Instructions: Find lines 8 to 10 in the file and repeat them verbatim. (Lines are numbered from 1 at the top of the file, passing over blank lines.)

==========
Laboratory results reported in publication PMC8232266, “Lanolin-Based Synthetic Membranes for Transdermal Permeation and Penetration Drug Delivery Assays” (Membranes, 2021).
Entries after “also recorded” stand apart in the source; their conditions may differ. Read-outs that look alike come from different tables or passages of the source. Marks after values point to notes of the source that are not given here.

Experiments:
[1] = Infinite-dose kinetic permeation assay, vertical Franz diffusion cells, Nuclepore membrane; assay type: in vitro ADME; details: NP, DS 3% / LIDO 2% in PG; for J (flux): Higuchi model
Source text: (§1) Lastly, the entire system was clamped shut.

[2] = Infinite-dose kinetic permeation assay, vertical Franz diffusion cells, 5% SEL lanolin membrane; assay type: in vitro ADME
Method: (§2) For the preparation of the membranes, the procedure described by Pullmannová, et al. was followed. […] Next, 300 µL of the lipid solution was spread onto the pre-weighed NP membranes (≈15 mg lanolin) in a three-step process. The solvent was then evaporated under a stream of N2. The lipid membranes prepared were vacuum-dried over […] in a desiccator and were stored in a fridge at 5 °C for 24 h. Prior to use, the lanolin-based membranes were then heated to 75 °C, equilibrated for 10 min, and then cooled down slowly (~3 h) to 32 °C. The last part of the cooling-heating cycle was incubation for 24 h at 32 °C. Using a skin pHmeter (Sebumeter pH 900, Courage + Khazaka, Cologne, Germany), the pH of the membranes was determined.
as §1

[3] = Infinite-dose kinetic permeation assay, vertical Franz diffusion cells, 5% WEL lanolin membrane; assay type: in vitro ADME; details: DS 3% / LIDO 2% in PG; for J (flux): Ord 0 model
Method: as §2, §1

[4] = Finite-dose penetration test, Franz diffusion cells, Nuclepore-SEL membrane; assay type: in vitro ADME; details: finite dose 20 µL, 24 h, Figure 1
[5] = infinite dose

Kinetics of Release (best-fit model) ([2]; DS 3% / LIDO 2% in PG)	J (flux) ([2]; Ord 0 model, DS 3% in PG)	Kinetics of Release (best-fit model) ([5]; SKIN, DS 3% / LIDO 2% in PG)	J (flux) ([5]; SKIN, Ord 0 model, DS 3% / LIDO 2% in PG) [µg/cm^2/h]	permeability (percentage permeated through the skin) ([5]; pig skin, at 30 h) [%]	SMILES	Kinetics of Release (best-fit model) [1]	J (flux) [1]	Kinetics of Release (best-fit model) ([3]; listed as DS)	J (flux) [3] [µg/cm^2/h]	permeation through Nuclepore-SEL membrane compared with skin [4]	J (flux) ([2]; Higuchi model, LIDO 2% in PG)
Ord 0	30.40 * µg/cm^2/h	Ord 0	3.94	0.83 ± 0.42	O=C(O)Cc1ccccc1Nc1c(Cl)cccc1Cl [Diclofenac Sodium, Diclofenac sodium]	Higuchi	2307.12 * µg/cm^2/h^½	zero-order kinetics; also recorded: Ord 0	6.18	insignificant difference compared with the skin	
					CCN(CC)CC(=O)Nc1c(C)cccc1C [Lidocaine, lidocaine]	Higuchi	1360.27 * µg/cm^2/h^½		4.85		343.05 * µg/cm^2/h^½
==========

as §1

[3] = Infinite-dose kinetic permeation assay, vertical Franz diffusion cells, 5% WEL lanolin membrane; assay type: in vitro ADME; details: DS 3% / LIDO 2% in PG; for J (flux): Ord 0 model
Method: as §2, §1